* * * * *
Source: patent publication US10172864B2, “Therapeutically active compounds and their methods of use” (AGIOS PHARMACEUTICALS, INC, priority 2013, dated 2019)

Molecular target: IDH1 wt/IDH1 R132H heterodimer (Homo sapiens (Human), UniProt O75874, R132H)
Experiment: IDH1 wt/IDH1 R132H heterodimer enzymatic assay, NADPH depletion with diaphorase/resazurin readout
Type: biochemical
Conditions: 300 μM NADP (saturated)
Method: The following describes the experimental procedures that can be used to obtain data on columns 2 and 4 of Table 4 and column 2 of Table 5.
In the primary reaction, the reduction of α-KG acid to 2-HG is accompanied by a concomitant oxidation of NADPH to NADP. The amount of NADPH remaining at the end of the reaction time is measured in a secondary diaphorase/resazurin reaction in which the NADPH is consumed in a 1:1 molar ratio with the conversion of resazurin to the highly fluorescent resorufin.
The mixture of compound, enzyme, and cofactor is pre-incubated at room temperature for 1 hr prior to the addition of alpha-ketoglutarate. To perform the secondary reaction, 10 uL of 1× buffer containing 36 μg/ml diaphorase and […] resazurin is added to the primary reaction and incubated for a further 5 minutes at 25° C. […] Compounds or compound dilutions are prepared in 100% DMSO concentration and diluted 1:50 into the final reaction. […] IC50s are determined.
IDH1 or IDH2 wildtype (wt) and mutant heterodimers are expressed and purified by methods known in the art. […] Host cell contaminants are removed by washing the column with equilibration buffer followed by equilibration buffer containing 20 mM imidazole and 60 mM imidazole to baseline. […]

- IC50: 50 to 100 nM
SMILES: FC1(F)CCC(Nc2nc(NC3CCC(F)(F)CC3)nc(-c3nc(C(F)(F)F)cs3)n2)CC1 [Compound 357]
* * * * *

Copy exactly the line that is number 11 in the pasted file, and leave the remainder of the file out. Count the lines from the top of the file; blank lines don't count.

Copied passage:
SMILES: FC1(F)CCC(Nc2nc(NC3CCC(F)(F)CC3)nc(-c3nc(C(F)(F)F)cs3)n2)CC1 [Compound 357]